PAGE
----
Business Intelligence (BI)—that collection of technologies used to analyze data from different business systems in order to reveal meaningful insights about a company’s operations—is among CIOs’ top spending priorities, according to Merrill Lynch’s CIO Spending Survey.
It’s no wonder. Even a limited investment in BI software can yield compelling returns. Companies use BI to improve their decision-making, cut costs and identify new business opportunities. BI is more than just corporate reporting and more than a set of tools to coax recalcitrant data out of enterprise systems. Leading-edge CIOs are using BI to identify inefficient business processes that are ripe for reengineering.
Although BI holds great promise, implementations can be dogged by technical and cultural challenges. You have to ensure that the data feeding your BI applications is clean and consistent so that users trust it, and you want users to embrace these tools. Our range of content on BI will show you how companies are getting a competitive advantage from it and what you need to do to ensure smooth deployments and user acceptance.
Business Intelligence: Not Just for Bosses Anymore
Business intelligence has long been about spitting out data—often irrelevant and outdated—to a few big bosses. But today’s BI is both more meaningful and more egalitarian. And it requires ever tighter alignment between IT and the business.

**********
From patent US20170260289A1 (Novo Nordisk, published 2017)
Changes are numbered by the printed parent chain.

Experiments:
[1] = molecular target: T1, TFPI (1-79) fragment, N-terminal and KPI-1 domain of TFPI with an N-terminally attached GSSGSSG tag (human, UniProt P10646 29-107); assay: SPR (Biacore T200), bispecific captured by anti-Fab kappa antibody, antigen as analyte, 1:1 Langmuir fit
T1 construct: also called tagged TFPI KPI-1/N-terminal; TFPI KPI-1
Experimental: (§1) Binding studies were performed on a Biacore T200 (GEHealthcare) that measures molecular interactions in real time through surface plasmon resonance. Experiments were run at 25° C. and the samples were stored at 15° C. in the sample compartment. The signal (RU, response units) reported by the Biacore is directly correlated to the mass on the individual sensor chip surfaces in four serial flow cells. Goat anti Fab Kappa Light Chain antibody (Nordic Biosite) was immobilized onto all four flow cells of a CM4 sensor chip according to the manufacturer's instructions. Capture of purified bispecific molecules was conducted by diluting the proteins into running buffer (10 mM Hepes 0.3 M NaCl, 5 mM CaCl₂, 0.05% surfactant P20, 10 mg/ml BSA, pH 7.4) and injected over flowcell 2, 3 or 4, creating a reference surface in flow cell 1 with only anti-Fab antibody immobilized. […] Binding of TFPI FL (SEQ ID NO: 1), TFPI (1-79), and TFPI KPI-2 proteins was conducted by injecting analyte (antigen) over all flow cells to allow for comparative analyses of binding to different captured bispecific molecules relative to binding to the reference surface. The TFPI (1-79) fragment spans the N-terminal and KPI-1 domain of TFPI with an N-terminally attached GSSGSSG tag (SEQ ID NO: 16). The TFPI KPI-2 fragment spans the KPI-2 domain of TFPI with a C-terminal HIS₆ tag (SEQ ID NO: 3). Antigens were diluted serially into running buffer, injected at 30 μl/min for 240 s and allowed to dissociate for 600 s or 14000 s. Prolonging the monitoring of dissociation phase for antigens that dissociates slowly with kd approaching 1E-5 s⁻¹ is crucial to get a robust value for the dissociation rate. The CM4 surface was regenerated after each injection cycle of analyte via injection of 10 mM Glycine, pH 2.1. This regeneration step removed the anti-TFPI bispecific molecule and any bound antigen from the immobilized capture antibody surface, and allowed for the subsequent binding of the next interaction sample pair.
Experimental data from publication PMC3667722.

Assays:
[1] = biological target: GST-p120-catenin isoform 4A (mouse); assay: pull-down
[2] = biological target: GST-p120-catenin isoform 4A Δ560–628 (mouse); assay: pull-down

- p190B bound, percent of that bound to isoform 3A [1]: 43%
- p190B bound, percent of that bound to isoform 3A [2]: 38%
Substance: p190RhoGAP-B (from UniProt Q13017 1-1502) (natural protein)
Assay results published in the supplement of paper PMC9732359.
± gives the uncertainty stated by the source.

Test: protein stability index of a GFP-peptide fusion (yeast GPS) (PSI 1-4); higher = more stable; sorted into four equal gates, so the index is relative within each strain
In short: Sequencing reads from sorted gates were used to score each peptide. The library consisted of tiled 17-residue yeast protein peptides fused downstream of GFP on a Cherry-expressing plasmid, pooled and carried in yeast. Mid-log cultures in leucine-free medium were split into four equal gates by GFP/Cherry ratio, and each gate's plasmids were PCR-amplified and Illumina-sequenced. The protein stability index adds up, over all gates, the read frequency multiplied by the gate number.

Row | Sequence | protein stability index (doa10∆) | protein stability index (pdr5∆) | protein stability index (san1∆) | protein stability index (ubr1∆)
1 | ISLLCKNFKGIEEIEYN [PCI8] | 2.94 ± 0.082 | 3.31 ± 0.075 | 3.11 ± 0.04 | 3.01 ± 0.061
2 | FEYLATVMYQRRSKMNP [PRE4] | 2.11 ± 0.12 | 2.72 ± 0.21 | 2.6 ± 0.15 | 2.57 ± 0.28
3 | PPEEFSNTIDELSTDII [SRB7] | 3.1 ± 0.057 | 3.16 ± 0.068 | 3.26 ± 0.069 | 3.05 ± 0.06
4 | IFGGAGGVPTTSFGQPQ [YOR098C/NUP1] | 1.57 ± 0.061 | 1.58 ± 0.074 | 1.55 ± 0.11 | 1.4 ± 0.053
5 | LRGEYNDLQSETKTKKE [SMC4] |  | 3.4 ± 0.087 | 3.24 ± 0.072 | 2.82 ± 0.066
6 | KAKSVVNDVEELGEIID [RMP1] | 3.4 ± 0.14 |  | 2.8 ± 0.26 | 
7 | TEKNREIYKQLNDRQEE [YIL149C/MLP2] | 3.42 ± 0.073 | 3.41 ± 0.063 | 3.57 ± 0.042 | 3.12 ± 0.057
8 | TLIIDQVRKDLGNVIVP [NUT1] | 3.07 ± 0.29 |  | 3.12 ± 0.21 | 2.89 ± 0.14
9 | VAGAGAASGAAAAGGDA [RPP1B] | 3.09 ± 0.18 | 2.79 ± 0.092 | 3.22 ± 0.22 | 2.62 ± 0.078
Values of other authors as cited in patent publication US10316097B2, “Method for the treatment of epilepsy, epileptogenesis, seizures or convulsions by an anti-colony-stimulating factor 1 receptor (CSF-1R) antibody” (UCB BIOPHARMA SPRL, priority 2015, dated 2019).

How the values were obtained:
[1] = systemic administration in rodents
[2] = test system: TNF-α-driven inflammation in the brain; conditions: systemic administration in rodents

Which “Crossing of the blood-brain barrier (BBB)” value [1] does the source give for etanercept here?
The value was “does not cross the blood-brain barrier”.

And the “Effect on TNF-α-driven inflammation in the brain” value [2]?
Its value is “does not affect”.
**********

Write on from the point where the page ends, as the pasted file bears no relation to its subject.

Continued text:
The Brain Behind the Big, Bad Burger and Other Tales of Business Intelligence
Business intelligence systems have, for the most part, been dreary failures. But not in the restaurant industry. There, the payoffs have been significant.
Business Intelligence Gets Smart(er)
Companies are using business intelligence software for more than simple data mining. They’re using it to identify hot sellers, cut costs and discover new business.
**Irving Tyler, profiled in this story, answered readers’ questions about his use of Business Intelligence at Quaker Chemical.
Boiling Up Data
On a wider scale than ever before, energetic hunters and gatherers collect raw data and throw it in the pot before anyone else gets a good look. Then they cook it into a dubious information stew.
More and more companies are using analytics to drive their decision-making processes. But there’s a right and a wrong way to do it.